It was called a non-sanding primer, meant to be used before color was applied in the re-finish work done at collision repair shops.

This stuff was NOT a surfacer, which is the commonly used primer which builds thickness which allows pre-color block sanding. The non-sanding goes on smooth and if shot over a smooth surface, this last primer is ready for color paint after it dries. This is the trait which allows good model priming, and as a lacquer type of finish, it is quick drying, another useful modeling trait. Auto lacquer primers seem to be universally OK with many different types of paints, water based and solvent based.

I have not yet acquired any of this yet, so I have no experience so far.
-Andy Carlson
Ojai CA

On Friday, February 1, 2019, 5:01:05 PM PST, Denny Anspach <danspachmd@...> wrote:


I appreciate the many suggestions for water-based acrylics, but…... I use only solveny- based paints.

Tim expresses skepticism about TruColor flat black being only “brushable”, as well he might.  My information came directly by phone from one of TruColor’s owners in Phoenix, and I am sure it has something to do with why my tries with this thinned paint with an airbrush have not been satisfactory.’'

I am not adverse to using rattle cans from the hardware store, except that for the fine small work that we commonly do, the lack of control and the very wide pattern promises to cause a lot of mischief, not mention waste and paint scatter.  I have often though of emptying one of these cans into a receptacle and then using it again through an air brush. Has anyone tried this?  It would be relatively cheap, I would think.

Off list, I have received a strong vote for Tamiya flat black,, and I am going to try it. So far, Tamiya (solvent) is the most consistent rising star in my model painting world, and incrementally I use them more and more.

Denny

Denny S. Anspach, MD
Sacramento, CA 95864




Bruce Smith
 

​Why decant? I use the model master spry cans as is. They work greta and while you don't have the control of an airbrush, I paint all my brass models with them and then have painted some resin kits such as my recent C&O hopper build


Regards

Bruce Smith

Auburn, AL


From: main@RealSTMFC.groups.io <main@RealSTMFC.groups.io> on behalf of Benjamin Hom <b.hom@...>
Sent: Friday, February 1, 2019 7:23 PM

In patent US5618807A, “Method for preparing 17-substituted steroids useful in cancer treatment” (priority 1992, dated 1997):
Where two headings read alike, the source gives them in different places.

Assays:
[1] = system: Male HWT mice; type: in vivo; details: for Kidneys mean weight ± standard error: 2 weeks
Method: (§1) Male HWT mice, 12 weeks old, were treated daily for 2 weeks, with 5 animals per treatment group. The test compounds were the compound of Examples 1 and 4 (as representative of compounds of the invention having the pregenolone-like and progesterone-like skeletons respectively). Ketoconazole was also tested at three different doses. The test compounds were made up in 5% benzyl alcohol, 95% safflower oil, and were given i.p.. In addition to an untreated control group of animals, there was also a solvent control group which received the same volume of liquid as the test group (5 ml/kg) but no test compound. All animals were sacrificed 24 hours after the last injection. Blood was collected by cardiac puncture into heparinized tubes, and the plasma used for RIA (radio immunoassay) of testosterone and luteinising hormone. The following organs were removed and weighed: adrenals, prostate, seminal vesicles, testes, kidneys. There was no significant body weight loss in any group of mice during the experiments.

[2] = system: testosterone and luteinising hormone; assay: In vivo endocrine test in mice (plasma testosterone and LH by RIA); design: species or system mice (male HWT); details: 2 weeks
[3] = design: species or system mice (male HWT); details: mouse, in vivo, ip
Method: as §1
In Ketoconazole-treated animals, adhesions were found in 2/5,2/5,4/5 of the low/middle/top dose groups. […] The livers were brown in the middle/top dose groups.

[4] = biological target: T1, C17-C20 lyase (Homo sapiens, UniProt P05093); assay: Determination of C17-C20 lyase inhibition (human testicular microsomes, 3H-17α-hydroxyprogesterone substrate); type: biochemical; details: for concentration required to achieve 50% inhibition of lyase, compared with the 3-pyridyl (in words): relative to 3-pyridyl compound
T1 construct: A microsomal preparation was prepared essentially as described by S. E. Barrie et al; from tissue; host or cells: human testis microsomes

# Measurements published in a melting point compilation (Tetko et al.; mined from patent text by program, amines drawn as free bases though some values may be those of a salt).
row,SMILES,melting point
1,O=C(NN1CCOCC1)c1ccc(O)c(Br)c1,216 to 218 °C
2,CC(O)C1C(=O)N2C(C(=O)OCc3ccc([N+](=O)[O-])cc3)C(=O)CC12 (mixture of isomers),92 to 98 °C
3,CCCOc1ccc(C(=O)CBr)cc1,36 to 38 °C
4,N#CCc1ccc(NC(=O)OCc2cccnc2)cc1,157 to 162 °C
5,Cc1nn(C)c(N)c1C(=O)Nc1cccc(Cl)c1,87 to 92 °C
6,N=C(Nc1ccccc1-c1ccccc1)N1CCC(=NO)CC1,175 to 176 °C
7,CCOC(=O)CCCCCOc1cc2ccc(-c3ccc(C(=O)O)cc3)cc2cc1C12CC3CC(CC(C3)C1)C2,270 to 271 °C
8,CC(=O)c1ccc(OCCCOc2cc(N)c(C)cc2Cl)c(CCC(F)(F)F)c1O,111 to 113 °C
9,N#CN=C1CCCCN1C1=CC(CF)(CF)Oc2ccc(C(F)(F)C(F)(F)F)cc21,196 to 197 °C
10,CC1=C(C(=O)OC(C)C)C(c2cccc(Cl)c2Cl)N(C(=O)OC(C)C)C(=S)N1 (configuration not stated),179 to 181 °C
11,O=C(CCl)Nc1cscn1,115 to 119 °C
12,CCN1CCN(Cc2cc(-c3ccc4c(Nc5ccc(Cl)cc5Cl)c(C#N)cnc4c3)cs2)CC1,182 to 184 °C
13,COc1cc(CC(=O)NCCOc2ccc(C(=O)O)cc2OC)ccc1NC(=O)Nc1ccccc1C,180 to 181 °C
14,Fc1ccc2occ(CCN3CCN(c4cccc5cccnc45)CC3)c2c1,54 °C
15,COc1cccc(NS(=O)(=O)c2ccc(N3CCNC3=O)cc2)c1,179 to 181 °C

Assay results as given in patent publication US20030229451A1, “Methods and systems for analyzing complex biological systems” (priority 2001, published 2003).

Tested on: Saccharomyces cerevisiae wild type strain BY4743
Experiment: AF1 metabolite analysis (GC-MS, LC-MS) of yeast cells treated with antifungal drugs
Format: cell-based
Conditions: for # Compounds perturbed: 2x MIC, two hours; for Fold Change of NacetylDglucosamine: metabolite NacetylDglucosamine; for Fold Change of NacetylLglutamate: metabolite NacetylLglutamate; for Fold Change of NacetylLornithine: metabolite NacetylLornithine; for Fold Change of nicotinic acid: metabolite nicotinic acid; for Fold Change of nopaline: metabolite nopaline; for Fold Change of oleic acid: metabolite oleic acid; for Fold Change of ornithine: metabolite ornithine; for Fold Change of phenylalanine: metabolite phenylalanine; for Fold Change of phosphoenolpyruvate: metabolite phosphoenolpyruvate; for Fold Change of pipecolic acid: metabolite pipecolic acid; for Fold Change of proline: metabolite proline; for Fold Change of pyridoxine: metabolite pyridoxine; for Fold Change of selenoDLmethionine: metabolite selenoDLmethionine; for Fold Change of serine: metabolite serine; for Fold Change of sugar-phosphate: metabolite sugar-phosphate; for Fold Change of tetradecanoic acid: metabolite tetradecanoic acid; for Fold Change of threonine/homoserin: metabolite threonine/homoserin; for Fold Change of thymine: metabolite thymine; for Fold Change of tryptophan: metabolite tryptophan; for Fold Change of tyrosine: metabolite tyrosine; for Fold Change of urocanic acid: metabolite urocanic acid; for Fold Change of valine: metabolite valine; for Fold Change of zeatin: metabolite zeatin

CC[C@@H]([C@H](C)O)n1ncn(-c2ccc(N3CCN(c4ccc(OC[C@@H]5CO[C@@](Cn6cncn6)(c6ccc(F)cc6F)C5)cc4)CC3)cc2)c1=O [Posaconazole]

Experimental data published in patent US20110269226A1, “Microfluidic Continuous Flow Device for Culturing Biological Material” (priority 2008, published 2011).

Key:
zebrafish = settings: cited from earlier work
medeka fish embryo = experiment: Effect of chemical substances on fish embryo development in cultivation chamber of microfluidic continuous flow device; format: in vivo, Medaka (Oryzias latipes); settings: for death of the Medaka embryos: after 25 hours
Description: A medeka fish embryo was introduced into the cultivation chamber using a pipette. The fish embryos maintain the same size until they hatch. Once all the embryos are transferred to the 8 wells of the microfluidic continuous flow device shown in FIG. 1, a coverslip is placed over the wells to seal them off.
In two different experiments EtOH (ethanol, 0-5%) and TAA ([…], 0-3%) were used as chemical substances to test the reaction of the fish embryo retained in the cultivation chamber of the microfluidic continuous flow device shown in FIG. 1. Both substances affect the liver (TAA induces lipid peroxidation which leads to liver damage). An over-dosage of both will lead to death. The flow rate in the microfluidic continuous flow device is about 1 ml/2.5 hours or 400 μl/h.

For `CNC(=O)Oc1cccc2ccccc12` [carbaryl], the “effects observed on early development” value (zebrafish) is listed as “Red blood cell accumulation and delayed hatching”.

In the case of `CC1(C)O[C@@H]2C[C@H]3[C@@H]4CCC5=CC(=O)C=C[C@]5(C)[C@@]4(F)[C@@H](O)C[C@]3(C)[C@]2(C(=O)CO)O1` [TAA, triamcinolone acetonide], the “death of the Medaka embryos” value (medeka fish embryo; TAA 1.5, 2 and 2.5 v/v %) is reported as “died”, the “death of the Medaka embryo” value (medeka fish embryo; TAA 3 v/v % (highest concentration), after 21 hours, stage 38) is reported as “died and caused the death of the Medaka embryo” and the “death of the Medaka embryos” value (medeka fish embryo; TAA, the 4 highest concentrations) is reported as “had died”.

To: main@RealSTMFC.groups.io
Subject: Re: [RealSTMFC] Flat Black
 
Denny Anspach asked:
"I am not adverse to using rattle cans from the hardware store, except that for the fine small work that we commonly do, the lack of control and the very wide pattern promises to cause a lot of mischief, not mention waste and paint scatter.  I have often though of emptying one of these cans into a receptacle and then using it again through an air brush. Has anyone tried this?  It would be relatively cheap, I would think."

Instructional video:


Ben Hom


Tony Thompson
 

Denny Anspach wrote:

Off list, I have received a strong vote for Tamiya flat black,, and I am going to try it. So far, Tamiya (solvent) is the most consistent rising star in my model painting world, and incrementally I use them more and more.
I have been very happy with a number of the Tamiya colors, and the paint behaves very nicely. This is true for the bottled paint and especially for the spray cans, which have an excellent nozzle (light-years from the hardware store stuff). I included some comments on the paint in a more general commentary on Tamiya in a blog post. If you're interested, here is a link:

https://modelingthesp.blogspot.com/2018/08/a-shout-out-for-tamiya-products.html

Tony Thompson Editor, Signature Press, Berkeley, CA
2906 Forest Ave., Berkeley, CA 94705 www.signaturepress.com
(510) 540-6538; e-mail, tony@signaturepress.com
Publishers of books on railroad history


Tim O'Connor
 

Denny it sounds like they simply eliminated the retarder in the paint - that would cause it to go
on flat. Assuming that it's really the same TruColor paint that uses the same thinner.  If you still
have some AP retarder you might want to try that. (Unless TruColor sells it - I did not check.)

On 2/1/2019 8:00 PM, Denny Anspach wrote:
I appreciate the many suggestions for water-based acrylics, but…... I use only solveny- based paints.

Tim expresses skepticism about TruColor flat black being only “brushable”, as well he might. My information came directly by phone from one of TruColor’s owners in Phoenix, and I am sure it has something to do with why my tries with this thinned paint with an airbrush have not been satisfactory.’'

Denny S. Anspach, MD
Sacramento, CA 95864
--
*Tim O'Connor*
*Sterling, Massachusetts*


Steve Salotti
 

Andy,
I have been using Dupli-Cover Perfect Match primer for several years.  While it costs around $8.00 a can it works really well.  It's available at most autopart stores.

Steve Salotti


Schleigh Mike
 

Hello Group!